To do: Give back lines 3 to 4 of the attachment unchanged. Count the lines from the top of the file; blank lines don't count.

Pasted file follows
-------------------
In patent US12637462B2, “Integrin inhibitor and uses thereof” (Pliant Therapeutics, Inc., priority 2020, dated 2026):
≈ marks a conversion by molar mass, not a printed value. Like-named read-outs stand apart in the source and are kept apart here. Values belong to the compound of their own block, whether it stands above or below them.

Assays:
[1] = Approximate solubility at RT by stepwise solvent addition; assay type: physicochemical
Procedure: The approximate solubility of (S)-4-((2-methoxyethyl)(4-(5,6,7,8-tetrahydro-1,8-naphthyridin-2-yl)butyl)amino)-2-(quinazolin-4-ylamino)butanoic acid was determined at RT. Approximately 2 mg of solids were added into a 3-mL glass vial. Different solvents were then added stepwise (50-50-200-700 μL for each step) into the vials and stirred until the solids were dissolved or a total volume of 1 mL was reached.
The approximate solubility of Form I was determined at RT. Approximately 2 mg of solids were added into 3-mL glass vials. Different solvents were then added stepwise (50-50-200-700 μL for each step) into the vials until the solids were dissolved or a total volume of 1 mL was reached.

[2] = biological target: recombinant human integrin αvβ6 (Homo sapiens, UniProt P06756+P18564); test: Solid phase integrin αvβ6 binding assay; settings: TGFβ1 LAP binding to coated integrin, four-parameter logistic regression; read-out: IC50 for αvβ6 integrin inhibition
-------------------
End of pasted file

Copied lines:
Assays:
[1] = Approximate solubility at RT by stepwise solvent addition; assay type: physicochemical